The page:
Arriving in Lorim, which was a fortress accessible only from an obscure harbour, we learned that nearly everyone had been frozen solid. The king there told us that that Kary, the original name of the Fiend of Fire, Marilith, was responsible, and I did just mention she was Fiend of Fire, right? In Sword of Mana, Kary was remade into more of an ice-being, and was actually renamed “Malyris.” This new translation meshing with the new Final Fantasy name has to be deliberate, which is unusual in Sword of Mana, which tends to bury the old connections it had with FF. But that just makes things more confusing! We went to Kary’s cave nearby and found a snowman puzzle just inside the gates. This one involved standing on a switch so that a distant snowman would start sliding along some ice. At the end of the track, you then had to put the snowman onto that same switch, which somehow opened the door even though your weight didn’t, which is perfect illogic. In Kyle’s words, “I mean, bravo game, but you’re still a dick!”
Actually, the game’s puzzles were becoming an ugly point overall. They made less and less sense and were far too far apart. The lack of puzzles in earlier dungeons was excusable in a tutorial sort of way, and the airship and plot importance of Glaive had brought some life to the middle of the game, but from here on out it’s just “a series of square-shaped rooms, all alike” with their random monster occupants. I might as well be playing the world’s most uninspired roguelike for how haphazardly random things are in FFA, despite FFA having none a roguelikes’ depth.
Still, the dungeons made some attempt to distinguish themselves, in that 8-bit way that relies on a single repeated element and hoping one new piece of content will occupy a half hour of your time. This is especially retro if it has no thematic connection to the area, like a game distinguishing its coastal stage with spinning platforms.
…Come to think of it, that happens a lot in modern games, as well…
This dungeon was distinguished mostly by its “treadmill ice.” Traditional video game ice would have been fine but… no. Treadmills, disguised as ice. They were such fast treadmills, in fact, that you couldn’t leave one once you had boarded them, until you hit a wall or used the whip on a hookshot point. To make the treadmill even more unbearable, the game threw in some eyeball enemies that could cause Petrify on contact, keeping us from using our whip even though it wasn’t our fault they spawned the monster in our path to begin with, and I’ll remind you that we had no power to move out of the way of their shots! Next, the game spawned genies (“Air Elementals”) that would get caught on the treadmill and simply… break. It hardly makes sense the treadmill ice could affect them to begin with, seeing as how they were flying, but once they got on it they would simply stop animating, and would wait for us to run into them, because the ice worked too fast for us to hit them in some situations. Why would you place an enemy in a dungeon with a stage element element it wasn’t programmed to handle? It just keeps getting better. Also: duck soldiers.
At the end of the dungeon, we fought Kary with our Flame Whip as she shot icicles at us (again, former Fiend of Fire). She was vulnerable only on her humanoid upper-body, in theory, but in practice she was only vulnerable on her head, because this game’s hit detection is garish, and I only know she’s supposed to be vulnerable on all her human parts because a few lucky hits got through with the help of sheer luck! She dropped an Ice Sword, which was great because our Silver Sword was way behind in attack power and any enemy weak only to swords was being greeted with a groan and a sigh. While it didn’t ignore all of the same weaknesses, it did enough, and the Morning Star covered the gaps. We returned to Lorim to find the town thawed (good thing you didn’t need her tears, Sumo), and Cibba gave us a “Bone key” that would be necessary to find the Excalibur. He instructed us to find the “floating islands” of the “Ammonite Coast” and wow that’s terrible directions. The game had mentioned the Ammonite Coast sometime earlier in the plot, but don’t all islands “float” as far as casual language is sometimes concerned?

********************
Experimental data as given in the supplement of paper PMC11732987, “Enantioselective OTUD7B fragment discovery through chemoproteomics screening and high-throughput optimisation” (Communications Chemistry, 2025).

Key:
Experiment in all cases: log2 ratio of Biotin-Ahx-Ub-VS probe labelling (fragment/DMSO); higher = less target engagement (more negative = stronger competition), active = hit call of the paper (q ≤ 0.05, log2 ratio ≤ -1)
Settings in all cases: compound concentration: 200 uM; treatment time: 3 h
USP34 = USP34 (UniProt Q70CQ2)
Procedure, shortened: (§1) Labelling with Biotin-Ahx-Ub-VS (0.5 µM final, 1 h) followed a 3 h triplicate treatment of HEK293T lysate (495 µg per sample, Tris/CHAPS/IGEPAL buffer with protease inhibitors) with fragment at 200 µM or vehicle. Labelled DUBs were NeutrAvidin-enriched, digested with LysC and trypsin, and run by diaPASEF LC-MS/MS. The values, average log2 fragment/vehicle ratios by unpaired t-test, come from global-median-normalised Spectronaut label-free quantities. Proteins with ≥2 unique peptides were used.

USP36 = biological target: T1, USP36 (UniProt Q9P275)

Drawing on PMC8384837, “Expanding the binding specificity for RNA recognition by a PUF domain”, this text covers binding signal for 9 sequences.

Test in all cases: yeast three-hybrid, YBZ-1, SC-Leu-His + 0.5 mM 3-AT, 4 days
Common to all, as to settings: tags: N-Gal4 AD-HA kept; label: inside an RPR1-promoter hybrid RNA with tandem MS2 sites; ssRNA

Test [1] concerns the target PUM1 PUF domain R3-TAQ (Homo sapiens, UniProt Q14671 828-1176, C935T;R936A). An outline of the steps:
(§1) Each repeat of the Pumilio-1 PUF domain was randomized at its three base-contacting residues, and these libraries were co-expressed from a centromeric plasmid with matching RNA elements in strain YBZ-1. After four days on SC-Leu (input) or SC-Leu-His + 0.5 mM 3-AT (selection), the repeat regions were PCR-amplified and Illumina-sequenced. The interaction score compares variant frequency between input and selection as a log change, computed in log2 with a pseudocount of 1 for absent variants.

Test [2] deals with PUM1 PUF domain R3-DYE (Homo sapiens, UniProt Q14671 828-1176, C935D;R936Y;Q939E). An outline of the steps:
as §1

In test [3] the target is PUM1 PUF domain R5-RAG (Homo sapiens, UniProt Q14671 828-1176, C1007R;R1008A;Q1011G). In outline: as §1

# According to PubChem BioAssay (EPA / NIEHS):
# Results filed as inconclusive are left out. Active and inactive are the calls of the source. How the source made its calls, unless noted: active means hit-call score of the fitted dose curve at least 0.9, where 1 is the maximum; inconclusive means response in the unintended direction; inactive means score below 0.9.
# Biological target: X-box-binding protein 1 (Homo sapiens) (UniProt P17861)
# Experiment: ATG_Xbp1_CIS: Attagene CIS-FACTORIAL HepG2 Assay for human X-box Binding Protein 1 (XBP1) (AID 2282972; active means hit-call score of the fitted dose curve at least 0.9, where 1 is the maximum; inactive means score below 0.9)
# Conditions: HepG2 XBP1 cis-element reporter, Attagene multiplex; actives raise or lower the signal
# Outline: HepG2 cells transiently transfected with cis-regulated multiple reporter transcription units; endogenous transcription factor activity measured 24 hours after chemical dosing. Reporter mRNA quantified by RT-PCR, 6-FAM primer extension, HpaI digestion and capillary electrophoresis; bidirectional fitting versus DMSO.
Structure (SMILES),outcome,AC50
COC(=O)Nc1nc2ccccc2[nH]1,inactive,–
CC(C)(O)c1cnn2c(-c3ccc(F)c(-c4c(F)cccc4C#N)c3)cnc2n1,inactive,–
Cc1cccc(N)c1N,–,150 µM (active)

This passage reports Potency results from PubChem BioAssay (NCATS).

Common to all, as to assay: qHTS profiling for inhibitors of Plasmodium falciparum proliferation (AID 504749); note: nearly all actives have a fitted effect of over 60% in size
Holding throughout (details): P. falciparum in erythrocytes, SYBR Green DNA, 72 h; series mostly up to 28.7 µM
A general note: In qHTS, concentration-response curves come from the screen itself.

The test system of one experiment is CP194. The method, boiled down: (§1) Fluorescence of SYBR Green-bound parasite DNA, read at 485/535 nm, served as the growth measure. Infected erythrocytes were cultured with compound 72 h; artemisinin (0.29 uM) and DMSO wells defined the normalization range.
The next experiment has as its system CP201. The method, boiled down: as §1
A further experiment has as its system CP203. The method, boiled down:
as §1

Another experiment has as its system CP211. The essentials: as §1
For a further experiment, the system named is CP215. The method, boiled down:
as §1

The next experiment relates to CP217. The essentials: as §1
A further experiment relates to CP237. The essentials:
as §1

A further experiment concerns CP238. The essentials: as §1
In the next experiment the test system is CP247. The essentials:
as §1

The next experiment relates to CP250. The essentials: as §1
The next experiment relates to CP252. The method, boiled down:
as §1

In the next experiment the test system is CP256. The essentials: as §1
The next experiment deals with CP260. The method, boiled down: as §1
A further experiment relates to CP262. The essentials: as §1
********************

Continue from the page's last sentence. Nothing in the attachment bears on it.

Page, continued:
Frustrated by these directions, we went after Lich instead. Kyle fought our dead friend through a few thrashings, and finally won out by fighting as cautiously as he could. This involved using the Morning Star’s initial roundabout swing as defence against Lich’s projectiles. In fact, Kyle could hardly attack at all because Lich was so ruthless, and could unusually wrap about the screen as he flew, meaning his attacks could come from either direction at a moment’s notice. Killing Lich got us the Nuke spell, which would be mandatory later, though like a lot of the spells in this game, we never really used it in combat. It lobs a slow, magical grenade of sorts. A very hard fight, which wasn’t surprising since we were still jumping the gun. Imagine if we had gotten stubborn about it a dungeon ago?
In the end, with the help of a walkthrough, we found out that the floating not-ice rocks that had gotten us lost before were the “floating islands,” which was just an abysmal choice of words. Also, I hate to keep harping on the Zelda comparisons, but sometime around this point we noticed that Sumo couldn’t round walls – like these crystals – the way Link could even in 1986 (this was hardly a secret, Blazer could also push around past walls in Soul Blazer, which released the same year as FFA). This game’s mazes were essentially hard-edged, forcing you to painstakingly position yourself between walls to pass them. This made this poorly collision-detected game even harsher in a way you just can’t pretend was worthwhile. This isn’t a tile-based movement system like Final Fantasy, after all, heck it’s not even a meticulous puzzle game like Tower of Druaga. Pretending it’s a 1986 LoZ clone hasn’t been doing FFA any favours, but pretending it’s a 1984 game is doing it even less. Actually, pretending you’re Tower of Druaga never does anyone any favours, even Tower of Druaga.